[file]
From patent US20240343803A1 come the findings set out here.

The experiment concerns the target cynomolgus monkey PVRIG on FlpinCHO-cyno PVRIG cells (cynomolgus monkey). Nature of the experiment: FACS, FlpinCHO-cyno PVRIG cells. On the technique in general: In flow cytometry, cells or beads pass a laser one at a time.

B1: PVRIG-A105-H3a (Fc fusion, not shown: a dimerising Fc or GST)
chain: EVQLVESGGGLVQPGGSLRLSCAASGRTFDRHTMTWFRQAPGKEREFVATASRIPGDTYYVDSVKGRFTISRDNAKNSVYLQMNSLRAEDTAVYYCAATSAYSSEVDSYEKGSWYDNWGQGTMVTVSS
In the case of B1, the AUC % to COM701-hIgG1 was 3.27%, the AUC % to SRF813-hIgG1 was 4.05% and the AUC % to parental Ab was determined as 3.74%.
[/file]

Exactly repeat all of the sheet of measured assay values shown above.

From patent US20240343803A1 come the findings set out here.

The experiment concerns the target cynomolgus monkey PVRIG on FlpinCHO-cyno PVRIG cells (cynomolgus monkey). Nature of the experiment: FACS, FlpinCHO-cyno PVRIG cells. On the technique in general: In flow cytometry, cells or beads pass a laser one at a time.

B1: PVRIG-A105-H3a (Fc fusion, not shown: a dimerising Fc or GST)
chain: EVQLVESGGGLVQPGGSLRLSCAASGRTFDRHTMTWFRQAPGKEREFVATASRIPGDTYYVDSVKGRFTISRDNAKNSVYLQMNSLRAEDTAVYYCAATSAYSSEVDSYEKGSWYDNWGQGTMVTVSS
In the case of B1, the AUC % to COM701-hIgG1 was 3.27%, the AUC % to SRF813-hIgG1 was 4.05% and the AUC % to parental Ab was determined as 3.74%.